Programmed by Olivier Barlet
Through the lives of three characters: Jules Cesar, the djembé maker and player, Bouba, the manager of a neighborhood movie salon that also serves as a praying place, and Abbo a public letter writer, Teno skillfully lays out his rich, complex and profound observations on many paradoxes of today’s Africa. One of the many contradictions the director displays is the absence of African films at a time of remarkable technological advances.
The sanctity of places is central in the St Léon district of Ouagadougou near the cathedral and large mosque. And the video-club hall is used as a prayer room in the mornings for the neighbourhood’s Muslim workers… not to mention that there’s something sacred about watching a film together and that inspiration itself is hard to rationalise. This spontaneous documentary that wasn’t pre-scripted is not merely descriptive… Sure, it shows how a djembe is made, but it also captures what it symbolises.
The African people are very good at getting by – economic poverty doesn’t necessarily condemn them to cultural poverty. The heroes of “Sacred Places” don’t need NGOs to tell them what to do. With them, echoing the clarity of the questions asked by Jean-Marie Teno, the film takes on the role of the griot and the questioning shifts to the director: “Who is speaking? And to say what, and to whom?” In short, Teno tells us, these three characters are a metaphor for African filmmaking. Jules embodies sound and skills, Babou image and its constraints, and director Abbo is the writer who hopes to be read. Basically, if the St Léon film club is a sacred place, it’s because people come here for a bit of poetry and, therefore, a break from the hard knocks of life.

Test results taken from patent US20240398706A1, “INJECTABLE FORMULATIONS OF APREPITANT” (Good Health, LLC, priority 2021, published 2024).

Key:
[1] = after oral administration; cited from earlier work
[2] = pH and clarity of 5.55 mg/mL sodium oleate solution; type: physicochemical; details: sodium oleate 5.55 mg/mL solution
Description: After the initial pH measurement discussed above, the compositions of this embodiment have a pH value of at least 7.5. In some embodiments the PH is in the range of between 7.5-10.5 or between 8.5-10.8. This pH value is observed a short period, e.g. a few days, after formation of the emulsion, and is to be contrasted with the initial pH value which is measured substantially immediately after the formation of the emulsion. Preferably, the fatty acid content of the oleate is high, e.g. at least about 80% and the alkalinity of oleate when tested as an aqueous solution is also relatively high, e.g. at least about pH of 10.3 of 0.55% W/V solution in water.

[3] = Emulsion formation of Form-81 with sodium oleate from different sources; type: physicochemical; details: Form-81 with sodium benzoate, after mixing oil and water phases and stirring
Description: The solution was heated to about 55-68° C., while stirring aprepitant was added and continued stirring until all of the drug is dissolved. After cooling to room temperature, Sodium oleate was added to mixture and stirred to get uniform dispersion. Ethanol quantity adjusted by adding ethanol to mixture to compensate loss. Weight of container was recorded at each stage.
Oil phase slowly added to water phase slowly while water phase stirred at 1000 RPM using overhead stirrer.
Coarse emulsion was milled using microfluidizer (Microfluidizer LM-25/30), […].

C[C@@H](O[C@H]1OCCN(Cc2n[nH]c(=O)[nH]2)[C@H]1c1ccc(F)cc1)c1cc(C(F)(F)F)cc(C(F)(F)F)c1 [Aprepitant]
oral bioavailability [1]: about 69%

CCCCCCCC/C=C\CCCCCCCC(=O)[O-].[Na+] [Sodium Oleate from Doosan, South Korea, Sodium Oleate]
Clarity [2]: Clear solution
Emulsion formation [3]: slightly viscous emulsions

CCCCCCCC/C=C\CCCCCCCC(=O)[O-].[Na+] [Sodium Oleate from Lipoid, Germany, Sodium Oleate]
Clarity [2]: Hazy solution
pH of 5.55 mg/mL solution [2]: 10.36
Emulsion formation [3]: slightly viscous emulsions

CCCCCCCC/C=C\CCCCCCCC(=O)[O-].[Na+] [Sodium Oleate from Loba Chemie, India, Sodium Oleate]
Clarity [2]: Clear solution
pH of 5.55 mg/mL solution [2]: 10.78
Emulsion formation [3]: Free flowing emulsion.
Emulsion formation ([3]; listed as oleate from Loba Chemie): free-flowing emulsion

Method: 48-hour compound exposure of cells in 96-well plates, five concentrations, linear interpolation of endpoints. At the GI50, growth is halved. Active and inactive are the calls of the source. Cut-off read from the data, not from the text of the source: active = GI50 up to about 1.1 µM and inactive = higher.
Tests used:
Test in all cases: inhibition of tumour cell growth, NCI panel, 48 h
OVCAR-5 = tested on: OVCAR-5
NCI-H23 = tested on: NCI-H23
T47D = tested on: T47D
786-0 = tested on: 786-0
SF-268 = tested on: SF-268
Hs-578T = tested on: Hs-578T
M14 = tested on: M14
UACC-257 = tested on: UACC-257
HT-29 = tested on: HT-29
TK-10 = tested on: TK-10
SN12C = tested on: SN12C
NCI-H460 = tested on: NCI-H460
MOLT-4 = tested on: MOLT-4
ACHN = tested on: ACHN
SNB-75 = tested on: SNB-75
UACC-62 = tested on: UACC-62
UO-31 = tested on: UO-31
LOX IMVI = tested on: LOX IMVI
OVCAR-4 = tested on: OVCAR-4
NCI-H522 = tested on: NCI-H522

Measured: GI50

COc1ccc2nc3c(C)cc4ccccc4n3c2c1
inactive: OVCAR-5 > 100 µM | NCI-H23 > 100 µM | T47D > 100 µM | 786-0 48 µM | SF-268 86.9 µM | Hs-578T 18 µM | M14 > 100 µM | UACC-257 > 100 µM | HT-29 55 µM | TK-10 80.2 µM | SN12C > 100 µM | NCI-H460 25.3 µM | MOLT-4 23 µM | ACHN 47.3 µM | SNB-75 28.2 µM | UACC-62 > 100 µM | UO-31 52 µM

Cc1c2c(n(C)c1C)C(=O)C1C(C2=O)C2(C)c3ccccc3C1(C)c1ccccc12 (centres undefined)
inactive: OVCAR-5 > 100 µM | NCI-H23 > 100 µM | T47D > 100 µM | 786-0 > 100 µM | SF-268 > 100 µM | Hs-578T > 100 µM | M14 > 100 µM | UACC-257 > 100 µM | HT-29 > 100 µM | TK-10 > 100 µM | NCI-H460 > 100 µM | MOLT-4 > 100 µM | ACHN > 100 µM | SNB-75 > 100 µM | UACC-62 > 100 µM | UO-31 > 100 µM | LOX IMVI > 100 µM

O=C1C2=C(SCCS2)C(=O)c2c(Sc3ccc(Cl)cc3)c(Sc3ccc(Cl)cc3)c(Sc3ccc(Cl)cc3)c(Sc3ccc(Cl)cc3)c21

Film critic and editor for Africultures